Inflation slowed again last month, more than expected, as the Federal Reserve raised interest rates at the fastest pace in decades.
The Consumer Price Index (CPI) in November showed a 7.1% increase over last year and 0.1% increase over the month, the Bureau of Labor Statistics said Tuesday. Economists had expected prices to rise at an annual 7.3% clip and 0.3% month-over-month, per Bloomberg data.
On a “core” basis, which strips out the volatile food and energy components of the report, prices climbed 6.0% year-over-year and 0.2% over November. Consensus estimates called for a 6.1% annual increase and 0.3% monthly increase in the core CPI reading.
U.S. stock futures surged following the release. Contracts on the S&P 500 rallied 2.8%, while futures on the Dow Jones Industrial Average soared more than 700 points. Nasdaq futures jumped 3.8%.
While November’s figures showed inflationary pressures retreated, the costs of essential items and housing facing U.S. consumers still remain stubbornly high.
The Federal Reserve keeps a closer eye on “core” inflation, which offers policymakers a more nuanced look at inputs like housing. The headline CPI figure, in contrast, has moved largely in tandem with erratic energy prices this year.
While falling oil prices sent headline inflation lower last month, the shelter category of CPI — which accounts for 30% of overall CPI and 40% of the core reading — was the dominant contributor to the monthly all-items increase and more than offset declines in energy indexes. The cost of shelter rose 7.1% over the last year, comprising nearly half of the total increase in core CPI, the Bureau of Labor Statistics said.
“Housing costs have a unique, symbiotic relationship with inflation,” Bright MLS Chief Economist Lisa Sturtevant said in a note.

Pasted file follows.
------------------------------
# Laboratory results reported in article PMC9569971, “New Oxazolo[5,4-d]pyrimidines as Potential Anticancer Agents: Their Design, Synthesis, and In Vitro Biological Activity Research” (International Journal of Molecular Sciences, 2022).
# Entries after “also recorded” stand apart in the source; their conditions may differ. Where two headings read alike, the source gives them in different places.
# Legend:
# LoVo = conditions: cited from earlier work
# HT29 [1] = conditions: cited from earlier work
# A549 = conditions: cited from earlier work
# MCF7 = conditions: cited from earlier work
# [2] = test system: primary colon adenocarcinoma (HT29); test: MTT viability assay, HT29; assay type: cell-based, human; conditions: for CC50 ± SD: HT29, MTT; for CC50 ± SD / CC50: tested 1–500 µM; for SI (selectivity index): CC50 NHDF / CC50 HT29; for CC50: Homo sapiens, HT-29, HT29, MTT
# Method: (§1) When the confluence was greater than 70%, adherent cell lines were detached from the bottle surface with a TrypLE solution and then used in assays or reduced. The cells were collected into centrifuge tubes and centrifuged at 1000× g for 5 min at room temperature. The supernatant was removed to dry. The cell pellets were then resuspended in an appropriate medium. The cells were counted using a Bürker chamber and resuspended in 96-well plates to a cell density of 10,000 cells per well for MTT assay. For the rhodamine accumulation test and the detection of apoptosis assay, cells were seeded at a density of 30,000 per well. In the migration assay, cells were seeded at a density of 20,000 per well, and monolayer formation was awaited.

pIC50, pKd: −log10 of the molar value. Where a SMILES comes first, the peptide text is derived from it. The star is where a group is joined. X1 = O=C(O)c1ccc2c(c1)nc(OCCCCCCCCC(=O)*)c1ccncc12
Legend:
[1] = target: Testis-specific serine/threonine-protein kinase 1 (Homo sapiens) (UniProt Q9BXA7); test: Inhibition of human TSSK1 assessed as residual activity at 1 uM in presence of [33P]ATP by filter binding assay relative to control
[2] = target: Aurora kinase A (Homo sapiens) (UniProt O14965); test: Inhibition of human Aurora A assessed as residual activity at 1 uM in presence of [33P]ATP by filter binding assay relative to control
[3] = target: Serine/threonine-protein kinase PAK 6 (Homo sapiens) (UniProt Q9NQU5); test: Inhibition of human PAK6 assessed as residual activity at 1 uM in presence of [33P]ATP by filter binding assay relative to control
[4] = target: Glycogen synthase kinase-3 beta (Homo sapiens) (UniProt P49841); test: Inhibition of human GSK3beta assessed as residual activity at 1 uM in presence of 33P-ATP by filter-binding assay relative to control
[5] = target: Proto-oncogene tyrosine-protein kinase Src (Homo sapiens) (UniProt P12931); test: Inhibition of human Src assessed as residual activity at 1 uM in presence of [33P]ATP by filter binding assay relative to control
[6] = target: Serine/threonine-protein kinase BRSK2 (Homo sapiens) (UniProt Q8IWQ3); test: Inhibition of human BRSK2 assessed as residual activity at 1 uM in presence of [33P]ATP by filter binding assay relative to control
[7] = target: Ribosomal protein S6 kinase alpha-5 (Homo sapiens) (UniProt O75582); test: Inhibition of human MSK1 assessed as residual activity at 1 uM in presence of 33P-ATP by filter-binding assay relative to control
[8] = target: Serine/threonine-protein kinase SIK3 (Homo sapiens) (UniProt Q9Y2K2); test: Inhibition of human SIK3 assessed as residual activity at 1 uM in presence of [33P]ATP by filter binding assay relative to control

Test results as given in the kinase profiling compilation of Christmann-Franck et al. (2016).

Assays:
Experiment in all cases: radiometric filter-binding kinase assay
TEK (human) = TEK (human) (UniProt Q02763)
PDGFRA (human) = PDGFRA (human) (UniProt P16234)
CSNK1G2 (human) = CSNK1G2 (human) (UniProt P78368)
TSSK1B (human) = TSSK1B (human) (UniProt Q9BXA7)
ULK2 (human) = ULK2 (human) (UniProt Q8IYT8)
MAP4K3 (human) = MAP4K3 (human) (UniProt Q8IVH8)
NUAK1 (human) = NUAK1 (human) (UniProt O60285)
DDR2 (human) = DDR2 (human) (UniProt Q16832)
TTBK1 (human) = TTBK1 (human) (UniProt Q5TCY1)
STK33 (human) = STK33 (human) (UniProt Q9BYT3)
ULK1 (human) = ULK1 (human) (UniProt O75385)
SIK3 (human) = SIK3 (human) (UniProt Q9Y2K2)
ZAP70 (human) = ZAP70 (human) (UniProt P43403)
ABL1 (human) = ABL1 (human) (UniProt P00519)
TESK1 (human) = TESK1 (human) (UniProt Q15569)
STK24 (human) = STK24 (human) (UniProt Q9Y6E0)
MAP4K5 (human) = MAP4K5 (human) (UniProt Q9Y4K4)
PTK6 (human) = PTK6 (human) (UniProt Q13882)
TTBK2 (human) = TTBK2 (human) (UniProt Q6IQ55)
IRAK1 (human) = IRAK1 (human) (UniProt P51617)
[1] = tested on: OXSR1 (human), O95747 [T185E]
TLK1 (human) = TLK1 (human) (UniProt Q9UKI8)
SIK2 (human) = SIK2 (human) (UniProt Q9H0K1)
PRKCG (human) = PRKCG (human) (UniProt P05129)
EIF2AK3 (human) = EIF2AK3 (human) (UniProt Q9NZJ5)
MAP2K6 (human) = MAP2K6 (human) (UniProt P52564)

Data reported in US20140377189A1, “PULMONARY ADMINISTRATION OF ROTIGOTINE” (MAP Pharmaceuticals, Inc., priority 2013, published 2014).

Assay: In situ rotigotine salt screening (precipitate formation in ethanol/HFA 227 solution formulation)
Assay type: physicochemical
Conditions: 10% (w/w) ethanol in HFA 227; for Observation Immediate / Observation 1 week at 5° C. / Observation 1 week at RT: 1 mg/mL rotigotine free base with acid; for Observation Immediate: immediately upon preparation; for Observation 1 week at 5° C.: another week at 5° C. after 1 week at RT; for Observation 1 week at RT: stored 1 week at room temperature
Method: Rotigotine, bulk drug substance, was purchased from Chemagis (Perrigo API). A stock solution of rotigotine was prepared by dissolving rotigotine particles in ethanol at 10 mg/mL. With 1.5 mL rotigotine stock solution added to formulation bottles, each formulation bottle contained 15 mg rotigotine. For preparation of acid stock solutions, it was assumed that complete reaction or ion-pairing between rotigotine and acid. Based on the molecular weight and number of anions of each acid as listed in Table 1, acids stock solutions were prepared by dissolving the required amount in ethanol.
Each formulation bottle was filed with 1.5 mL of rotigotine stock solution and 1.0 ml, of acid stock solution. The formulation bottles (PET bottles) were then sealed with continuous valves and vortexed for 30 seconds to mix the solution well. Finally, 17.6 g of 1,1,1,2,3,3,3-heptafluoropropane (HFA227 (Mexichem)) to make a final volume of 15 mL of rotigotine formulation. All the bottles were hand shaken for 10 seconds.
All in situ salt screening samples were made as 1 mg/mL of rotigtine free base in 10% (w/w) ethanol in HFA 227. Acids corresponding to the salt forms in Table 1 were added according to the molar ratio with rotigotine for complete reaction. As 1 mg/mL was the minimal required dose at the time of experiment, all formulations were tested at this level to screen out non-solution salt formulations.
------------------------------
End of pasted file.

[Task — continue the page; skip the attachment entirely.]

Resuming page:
In a speech at the Brooking Institution in Washington D.C. last month, Federal Reserve Chair Jerome Powell emphasized that housing inflation has risen rapidly, while inflation in other core services “has fluctuated but shown no clear trend.”
Meanwhile, food prices rose 0.5%, little changed from the 0.6% increase seen in October. Four of the six major grocery store food group increased over the month.
Tuesday’s key inflation report – perhaps the last major economic release of 2022 – also comes as the Federal Reserve kicks off its final meeting of the year. On Wednesday, members of the policy-setting Federal Open Market Committee (FOMC) are poised to lift interest rates by 50 basis points, a slowdown from the 0.75% increases delivered over the past four meetings.
Lighter than expected inflation data is unlikely to stop officials from raising their benchmark policy rate by the projected 0.50% at the end of their meeting or proceed with another estimated 75 basis points worth of hikes in the new year.
(This post is breaking. Please check back for updates.)
WASHINGTON, DC – NOVEMBER 30: Chair of the U.S. Federal Reserve Jerome Powell speaks at the Brookings Institution. (Photo by Drew Angerer/Getty Images)
Alexandra Semenova is a reporter for Yahoo Finance. Follow her on Twitter @alexandraandnyc
Click here for the latest economic news and economic indicators to help you in your investing decisions
Read the latest financial and business news from Yahoo Finance
Download the Yahoo Finance app for Apple or Android
Follow Yahoo Finance on Twitter, Facebook, Instagram, Flipboard, LinkedIn, and YouTube
. . .